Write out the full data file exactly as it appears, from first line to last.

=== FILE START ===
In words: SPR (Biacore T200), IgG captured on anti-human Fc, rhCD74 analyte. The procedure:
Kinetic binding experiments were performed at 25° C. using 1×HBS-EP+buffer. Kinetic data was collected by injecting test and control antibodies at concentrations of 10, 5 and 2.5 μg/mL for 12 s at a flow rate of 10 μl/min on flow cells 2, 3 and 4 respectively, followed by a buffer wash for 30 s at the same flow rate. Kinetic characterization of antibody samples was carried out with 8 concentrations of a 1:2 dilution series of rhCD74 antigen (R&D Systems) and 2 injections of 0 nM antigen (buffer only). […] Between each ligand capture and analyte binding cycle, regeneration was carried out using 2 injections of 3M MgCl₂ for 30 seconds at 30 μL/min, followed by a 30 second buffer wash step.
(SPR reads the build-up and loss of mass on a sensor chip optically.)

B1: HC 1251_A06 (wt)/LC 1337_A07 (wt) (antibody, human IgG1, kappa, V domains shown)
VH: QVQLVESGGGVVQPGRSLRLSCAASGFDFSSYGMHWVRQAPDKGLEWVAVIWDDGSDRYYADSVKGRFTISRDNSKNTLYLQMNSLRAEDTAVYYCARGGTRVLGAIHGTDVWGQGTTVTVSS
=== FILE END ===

In words: SPR (Biacore T200), IgG captured on anti-human Fc, rhCD74 analyte. The procedure:
Kinetic binding experiments were performed at 25° C. using 1×HBS-EP+buffer. Kinetic data was collected by injecting test and control antibodies at concentrations of 10, 5 and 2.5 μg/mL for 12 s at a flow rate of 10 μl/min on flow cells 2, 3 and 4 respectively, followed by a buffer wash for 30 s at the same flow rate. Kinetic characterization of antibody samples was carried out with 8 concentrations of a 1:2 dilution series of rhCD74 antigen (R&D Systems) and 2 injections of 0 nM antigen (buffer only). […] Between each ligand capture and analyte binding cycle, regeneration was carried out using 2 injections of 3M MgCl₂ for 30 seconds at 30 μL/min, followed by a 30 second buffer wash step.
(SPR reads the build-up and loss of mass on a sensor chip optically.)

B1: HC 1251_A06 (wt)/LC 1337_A07 (wt) (antibody, human IgG1, kappa, V domains shown)
VH: QVQLVESGGGVVQPGRSLRLSCAASGFDFSSYGMHWVRQAPDKGLEWVAVIWDDGSDRYYADSVKGRFTISRDNSKNTLYLQMNSLRAEDTAVYYCARGGTRVLGAIHGTDVWGQGTTVTVSS